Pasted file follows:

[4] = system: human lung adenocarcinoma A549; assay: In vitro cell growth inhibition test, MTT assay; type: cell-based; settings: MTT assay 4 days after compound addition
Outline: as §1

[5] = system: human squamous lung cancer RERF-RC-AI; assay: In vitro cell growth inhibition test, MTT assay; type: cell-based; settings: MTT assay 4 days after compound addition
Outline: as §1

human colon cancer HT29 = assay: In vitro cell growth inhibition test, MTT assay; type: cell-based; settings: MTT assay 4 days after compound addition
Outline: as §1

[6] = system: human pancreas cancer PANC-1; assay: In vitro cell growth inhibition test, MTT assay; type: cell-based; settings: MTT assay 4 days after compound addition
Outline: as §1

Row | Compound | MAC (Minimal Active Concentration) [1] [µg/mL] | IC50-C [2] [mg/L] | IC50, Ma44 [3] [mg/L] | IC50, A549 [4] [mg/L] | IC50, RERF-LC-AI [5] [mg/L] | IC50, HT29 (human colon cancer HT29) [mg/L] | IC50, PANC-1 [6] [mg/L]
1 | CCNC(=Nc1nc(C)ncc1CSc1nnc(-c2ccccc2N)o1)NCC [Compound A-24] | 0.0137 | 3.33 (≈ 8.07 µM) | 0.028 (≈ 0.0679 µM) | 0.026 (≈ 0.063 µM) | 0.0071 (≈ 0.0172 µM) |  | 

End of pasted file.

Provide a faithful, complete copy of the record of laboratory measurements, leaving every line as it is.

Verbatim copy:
[4] = system: human lung adenocarcinoma A549; assay: In vitro cell growth inhibition test, MTT assay; type: cell-based; settings: MTT assay 4 days after compound addition
Outline: as §1

[5] = system: human squamous lung cancer RERF-RC-AI; assay: In vitro cell growth inhibition test, MTT assay; type: cell-based; settings: MTT assay 4 days after compound addition
Outline: as §1

human colon cancer HT29 = assay: In vitro cell growth inhibition test, MTT assay; type: cell-based; settings: MTT assay 4 days after compound addition
Outline: as §1

[6] = system: human pancreas cancer PANC-1; assay: In vitro cell growth inhibition test, MTT assay; type: cell-based; settings: MTT assay 4 days after compound addition
Outline: as §1

Row | Compound | MAC (Minimal Active Concentration) [1] [µg/mL] | IC50-C [2] [mg/L] | IC50, Ma44 [3] [mg/L] | IC50, A549 [4] [mg/L] | IC50, RERF-LC-AI [5] [mg/L] | IC50, HT29 (human colon cancer HT29) [mg/L] | IC50, PANC-1 [6] [mg/L]
1 | CCNC(=Nc1nc(C)ncc1CSc1nnc(-c2ccccc2N)o1)NCC [Compound A-24] | 0.0137 | 3.33 (≈ 8.07 µM) | 0.028 (≈ 0.0679 µM) | 0.026 (≈ 0.063 µM) | 0.0071 (≈ 0.0172 µM) |  | 